… and what I’ve done with my life since
By Jeff Salter
With the understanding that my career choices in those youngest years were not based on much factual info about the employment fields involved, here are some of the jobs I thought I’d enjoy.
The earliest I recall was about kindergarten age… when I was certain I wanted to be a fireman. It was nothing to do with fighting fires, per se — I just wanted to ride around in a big truck while standing up… and I thought they had cool helmets.
At some point I was informed that garbage men also got to ride around in big trucks while standing up… but they didn’t have the cool helmets.
Later, and for several years, I earnestly believe I was destined to be in the Old West as either a sheriff or a gunfighter. And toward that endeavor, I spent years practicing with a stick horse and a cap gun. Never quite made it, however, to either profession… much less the time travel to the 1870s.
In around fourth grade, I remember announcing to my Grandmother Robinson that I intended to be an ATHLETE when I grew up. That’s because I was fast, strong, loved to climb and swing, etc. However I was also a scrawny kid and Grandmother dashed my dreams in this regard by telling me flatly, “you can never be an athlete because you don’t eat enough to keep a bird alive.”
Having given up on those careers, I had pretty much decided by about fifth or sixth grade that I would be an author.
That goal / dream never left me, though it was tempered by a gradual awareness it was not particularly easy to make a living “doing” that.
Having been blessed by many wonderful English teachers whom I greatly admired, I decided (as a high school senior) I wanted to teach English to high schoolers. That was all about literature and writing — right? And if I had any spare time, I could do my own writing.
But even teaching was not my ultimate goal at that point. I figured to teach English for a few years and then become a H.S. guidance counselor [and write in my spare time].
During my first two years of college, I realized – through my dislike for (and poor results in) “education” classes – that I might not ever become a teacher.
Well, my first professional jobs were actually in the field of photojournalism – on two civilian newspapers and three military base papers. For a goodly chunk of that time, I served as an editor or assistant editor.
In photojournalism, I was writing nearly all the time, of course. But it was writing on assignment, on a deadline… and often subject to the immediate red pencil of an editor. I also discovered I did not really enjoy “hard news” … much preferring to write features and profile pieces. And take photos.
After some five years of newspaper work, I was back in college, to finish up my B.A. on the G.I. Bill. By then I had dropped “education” and shifted to “English” (which really means LITERATURE). And I had a funny notion I might go to grad school in English and teach literature and writing at some small college somewhere (that wouldn’t require a Ph.D.).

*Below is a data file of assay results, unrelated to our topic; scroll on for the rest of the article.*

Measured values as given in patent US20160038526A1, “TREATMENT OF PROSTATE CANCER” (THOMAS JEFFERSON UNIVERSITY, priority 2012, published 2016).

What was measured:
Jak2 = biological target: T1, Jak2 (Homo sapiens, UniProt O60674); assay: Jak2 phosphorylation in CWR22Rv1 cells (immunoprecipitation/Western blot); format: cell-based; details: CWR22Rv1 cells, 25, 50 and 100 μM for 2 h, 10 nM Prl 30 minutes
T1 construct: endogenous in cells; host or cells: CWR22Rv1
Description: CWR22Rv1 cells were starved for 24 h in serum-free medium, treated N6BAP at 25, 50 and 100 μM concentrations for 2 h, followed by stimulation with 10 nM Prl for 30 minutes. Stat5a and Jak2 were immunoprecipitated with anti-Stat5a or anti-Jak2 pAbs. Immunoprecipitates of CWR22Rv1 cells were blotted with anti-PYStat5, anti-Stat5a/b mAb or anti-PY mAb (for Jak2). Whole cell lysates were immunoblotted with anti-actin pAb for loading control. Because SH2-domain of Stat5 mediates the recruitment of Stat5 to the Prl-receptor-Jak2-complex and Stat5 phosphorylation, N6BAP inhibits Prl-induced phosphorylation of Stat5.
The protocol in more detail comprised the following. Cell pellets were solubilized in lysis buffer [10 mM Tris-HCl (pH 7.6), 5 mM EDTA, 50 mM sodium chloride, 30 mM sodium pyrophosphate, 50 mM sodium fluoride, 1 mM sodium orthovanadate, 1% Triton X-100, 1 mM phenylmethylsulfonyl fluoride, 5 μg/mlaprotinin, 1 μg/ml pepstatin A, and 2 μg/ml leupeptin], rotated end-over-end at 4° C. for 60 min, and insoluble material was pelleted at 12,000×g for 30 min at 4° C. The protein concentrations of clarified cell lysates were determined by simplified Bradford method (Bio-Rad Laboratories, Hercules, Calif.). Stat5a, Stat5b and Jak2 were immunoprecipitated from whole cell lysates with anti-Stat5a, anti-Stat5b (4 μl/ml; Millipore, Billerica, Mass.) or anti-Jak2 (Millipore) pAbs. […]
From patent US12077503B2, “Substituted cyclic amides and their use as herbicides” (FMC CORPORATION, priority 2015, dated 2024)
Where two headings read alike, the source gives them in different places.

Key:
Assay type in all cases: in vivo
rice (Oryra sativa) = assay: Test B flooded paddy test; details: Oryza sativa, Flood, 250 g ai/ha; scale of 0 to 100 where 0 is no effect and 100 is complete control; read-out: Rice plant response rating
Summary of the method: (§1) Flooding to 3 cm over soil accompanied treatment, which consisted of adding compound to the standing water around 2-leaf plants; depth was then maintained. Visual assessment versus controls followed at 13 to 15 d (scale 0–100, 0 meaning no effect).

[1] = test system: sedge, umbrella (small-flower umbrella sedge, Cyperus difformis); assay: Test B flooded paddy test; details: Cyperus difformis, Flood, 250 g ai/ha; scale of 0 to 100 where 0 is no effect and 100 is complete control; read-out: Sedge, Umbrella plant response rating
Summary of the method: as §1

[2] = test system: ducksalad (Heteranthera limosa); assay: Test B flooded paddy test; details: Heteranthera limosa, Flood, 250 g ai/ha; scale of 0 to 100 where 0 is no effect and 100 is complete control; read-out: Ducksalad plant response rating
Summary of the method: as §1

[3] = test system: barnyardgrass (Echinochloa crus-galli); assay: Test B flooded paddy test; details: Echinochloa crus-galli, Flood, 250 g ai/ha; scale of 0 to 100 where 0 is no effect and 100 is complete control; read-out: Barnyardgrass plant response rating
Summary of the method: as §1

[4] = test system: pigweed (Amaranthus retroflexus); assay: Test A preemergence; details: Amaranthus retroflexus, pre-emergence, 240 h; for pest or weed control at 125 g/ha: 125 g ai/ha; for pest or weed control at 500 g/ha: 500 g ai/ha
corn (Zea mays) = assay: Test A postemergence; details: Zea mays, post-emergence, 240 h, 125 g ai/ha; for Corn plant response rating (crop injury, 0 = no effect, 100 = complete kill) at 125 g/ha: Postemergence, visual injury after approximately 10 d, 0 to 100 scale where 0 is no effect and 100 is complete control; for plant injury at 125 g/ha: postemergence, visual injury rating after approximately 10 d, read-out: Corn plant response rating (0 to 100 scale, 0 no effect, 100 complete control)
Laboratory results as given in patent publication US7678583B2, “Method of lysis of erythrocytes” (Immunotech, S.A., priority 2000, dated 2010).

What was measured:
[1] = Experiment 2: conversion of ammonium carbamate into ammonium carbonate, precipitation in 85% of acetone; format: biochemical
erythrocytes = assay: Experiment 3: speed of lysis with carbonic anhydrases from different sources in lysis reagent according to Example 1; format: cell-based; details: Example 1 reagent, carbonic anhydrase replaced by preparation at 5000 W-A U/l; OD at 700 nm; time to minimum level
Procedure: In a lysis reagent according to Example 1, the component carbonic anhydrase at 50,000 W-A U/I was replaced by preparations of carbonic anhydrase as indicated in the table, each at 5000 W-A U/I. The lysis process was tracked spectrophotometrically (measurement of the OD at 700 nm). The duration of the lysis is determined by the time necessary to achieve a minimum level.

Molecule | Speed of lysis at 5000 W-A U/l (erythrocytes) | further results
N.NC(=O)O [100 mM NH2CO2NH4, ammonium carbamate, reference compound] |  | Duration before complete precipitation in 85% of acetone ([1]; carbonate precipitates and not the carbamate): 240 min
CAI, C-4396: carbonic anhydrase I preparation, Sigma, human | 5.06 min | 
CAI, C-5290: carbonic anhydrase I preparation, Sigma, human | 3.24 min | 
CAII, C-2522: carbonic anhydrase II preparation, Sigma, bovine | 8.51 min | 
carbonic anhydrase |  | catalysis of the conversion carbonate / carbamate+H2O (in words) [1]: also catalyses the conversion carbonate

There was a brief period, in the summer of 1976, when I had three prospects open at the same time: to pursue a masters in English, to return to the military (this time as a Naval Officer Candidate), or to try a masters in library science.
Thus began what became roughly 30 years in librarianship (if you count 1.5 years of grad school, during which I worked part time in the Middleton Library at LSU). There were 2.5 years directing a small public library system in Catahoula Parish, LA… and 26 years as assistant director of a large public library system in Shreveport [Caddo Parish] LA.
During my library years, I was writing, of course, but most of it was on things like manuals, policies, documentation, correspondence, evaluations, reports, grant applications, etc. None of that was any fun and, while it took talent and ability and concentration, I did not consider most of it “creative” writing.
On Saturdays, however, I’d write poetry, and articles and book reviews. Some three dozen of my poems won awards and many were published. And somewhere along the line, I co-authored (with my brother) two non-fiction books – released by a royalty publisher – on aspects of librarianship. Also co-authored a signed article in a specialty encyclopedia, and a signed chapter in a book published by ALA.
That was writing, and I had become an author. Heck, my writing had even won awards.
But there was at least one more chapter in my life.
Though I had dabbled with short stories at various points of my life to that point, I never imagined I had any serious fiction writing inside me. In fact, I used to brag that I could say in 20 lines of poetry what a short story writer could say in 20k words of prose.
When I took an early retirement from library work and relocated to KY, I assumed I’d stay in contact with library people, go to library conferences, write book reviews, and continue with my poetry.
Imagine my surprise when my creative energy instead morphed into long fiction!
Now, having just completed my 11th novel manuscript and my third novella, I can say with reasonable certainty that I’m a novelist!
So my dream from fifth grade – to be an author – has essentially come true. Thanks to the wonderful folks at Astraea Press and Dingbat Publishing, I have produced seven novels and two novellas so far… and have contracts on two more novels and one novella. There’s another novel basically complete which I hope to submit soon.
I’m glad some of those earlier career choices didn’t pan out. I may have been an okay small town sheriff, but I doubt I would’ve lasted long as a gunfighter.
What were your “career” dreams as a kid? Did you ever work in those fields?